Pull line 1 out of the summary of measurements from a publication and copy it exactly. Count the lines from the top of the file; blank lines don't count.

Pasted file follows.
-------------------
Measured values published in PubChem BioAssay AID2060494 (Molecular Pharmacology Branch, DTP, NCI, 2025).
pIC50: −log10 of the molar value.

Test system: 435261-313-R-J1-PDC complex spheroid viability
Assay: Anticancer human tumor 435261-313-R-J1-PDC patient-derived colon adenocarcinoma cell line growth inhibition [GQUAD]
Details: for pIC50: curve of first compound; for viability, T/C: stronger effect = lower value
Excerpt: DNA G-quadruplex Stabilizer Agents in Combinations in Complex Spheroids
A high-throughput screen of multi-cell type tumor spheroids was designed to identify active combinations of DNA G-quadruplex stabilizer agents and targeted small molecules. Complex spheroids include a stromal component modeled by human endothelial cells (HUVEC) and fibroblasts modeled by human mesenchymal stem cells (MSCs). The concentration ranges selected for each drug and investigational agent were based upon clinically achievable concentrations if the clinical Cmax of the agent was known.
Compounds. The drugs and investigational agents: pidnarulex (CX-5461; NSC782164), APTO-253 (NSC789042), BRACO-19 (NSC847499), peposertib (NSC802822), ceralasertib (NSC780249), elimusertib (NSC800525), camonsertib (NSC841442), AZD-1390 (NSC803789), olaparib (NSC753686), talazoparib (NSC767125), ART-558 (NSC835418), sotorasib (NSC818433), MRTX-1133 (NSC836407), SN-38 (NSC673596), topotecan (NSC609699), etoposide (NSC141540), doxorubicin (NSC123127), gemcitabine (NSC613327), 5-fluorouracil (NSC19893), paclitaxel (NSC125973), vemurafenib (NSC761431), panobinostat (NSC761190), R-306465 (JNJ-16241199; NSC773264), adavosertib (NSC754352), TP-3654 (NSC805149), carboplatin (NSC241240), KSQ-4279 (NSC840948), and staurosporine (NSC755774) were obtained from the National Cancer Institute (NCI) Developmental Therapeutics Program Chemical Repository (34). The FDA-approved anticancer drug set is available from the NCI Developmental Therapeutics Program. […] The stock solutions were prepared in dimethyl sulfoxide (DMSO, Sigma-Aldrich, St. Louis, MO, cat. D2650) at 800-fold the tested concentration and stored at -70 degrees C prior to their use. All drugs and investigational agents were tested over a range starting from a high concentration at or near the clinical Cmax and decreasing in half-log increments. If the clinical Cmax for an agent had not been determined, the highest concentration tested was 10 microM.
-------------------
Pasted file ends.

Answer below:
Measured values published in PubChem BioAssay AID2060494 (Molecular Pharmacology Branch, DTP, NCI, 2025).